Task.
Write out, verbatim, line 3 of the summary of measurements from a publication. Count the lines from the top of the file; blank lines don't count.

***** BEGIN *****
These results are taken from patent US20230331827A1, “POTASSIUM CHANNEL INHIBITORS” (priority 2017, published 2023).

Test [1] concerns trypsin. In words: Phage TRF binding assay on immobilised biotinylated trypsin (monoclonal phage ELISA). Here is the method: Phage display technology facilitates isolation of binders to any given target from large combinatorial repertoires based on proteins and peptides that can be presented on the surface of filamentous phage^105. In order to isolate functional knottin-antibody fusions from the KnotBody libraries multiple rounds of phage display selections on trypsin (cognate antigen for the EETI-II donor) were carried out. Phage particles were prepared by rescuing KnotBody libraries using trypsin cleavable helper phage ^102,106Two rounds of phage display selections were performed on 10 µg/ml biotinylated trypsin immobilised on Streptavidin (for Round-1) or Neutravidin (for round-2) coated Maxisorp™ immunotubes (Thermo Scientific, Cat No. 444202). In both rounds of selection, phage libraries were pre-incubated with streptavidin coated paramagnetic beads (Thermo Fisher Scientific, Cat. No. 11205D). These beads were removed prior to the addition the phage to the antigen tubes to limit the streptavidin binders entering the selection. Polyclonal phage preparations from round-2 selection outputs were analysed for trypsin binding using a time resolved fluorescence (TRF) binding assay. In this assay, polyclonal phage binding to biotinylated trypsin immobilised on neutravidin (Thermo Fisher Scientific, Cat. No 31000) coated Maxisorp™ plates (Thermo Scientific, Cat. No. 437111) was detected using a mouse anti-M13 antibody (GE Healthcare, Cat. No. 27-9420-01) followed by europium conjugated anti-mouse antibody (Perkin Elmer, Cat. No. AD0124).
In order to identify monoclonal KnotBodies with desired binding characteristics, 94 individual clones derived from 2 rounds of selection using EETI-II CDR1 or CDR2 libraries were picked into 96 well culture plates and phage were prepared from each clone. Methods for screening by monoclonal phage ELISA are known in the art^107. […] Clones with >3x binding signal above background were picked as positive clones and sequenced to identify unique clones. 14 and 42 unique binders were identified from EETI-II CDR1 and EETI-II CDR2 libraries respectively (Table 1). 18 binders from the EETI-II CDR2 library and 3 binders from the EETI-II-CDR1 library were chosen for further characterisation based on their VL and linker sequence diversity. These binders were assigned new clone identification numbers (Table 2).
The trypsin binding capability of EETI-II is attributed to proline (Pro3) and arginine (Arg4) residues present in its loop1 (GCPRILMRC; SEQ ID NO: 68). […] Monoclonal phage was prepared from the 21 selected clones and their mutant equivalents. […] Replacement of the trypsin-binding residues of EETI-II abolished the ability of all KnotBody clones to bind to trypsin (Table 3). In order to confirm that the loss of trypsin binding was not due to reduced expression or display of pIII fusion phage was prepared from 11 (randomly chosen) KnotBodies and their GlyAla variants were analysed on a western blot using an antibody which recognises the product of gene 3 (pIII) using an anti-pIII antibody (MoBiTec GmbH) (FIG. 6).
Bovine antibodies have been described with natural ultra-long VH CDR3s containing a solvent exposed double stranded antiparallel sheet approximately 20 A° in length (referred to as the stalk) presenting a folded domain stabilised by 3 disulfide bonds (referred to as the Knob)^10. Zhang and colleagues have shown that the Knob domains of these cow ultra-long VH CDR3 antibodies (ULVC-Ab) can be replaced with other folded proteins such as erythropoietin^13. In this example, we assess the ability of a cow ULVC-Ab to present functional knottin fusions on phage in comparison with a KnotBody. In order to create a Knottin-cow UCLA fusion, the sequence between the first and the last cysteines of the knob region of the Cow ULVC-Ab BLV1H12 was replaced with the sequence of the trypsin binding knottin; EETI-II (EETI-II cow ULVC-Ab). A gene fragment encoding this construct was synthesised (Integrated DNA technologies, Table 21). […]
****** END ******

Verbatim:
In order to identify monoclonal KnotBodies with desired binding characteristics, 94 individual clones derived from 2 rounds of selection using EETI-II CDR1 or CDR2 libraries were picked into 96 well culture plates and phage were prepared from each clone. Methods for screening by monoclonal phage ELISA are known in the art^107. […] Clones with >3x binding signal above background were picked as positive clones and sequenced to identify unique clones. 14 and 42 unique binders were identified from EETI-II CDR1 and EETI-II CDR2 libraries respectively (Table 1). 18 binders from the EETI-II CDR2 library and 3 binders from the EETI-II-CDR1 library were chosen for further characterisation based on their VL and linker sequence diversity. These binders were assigned new clone identification numbers (Table 2).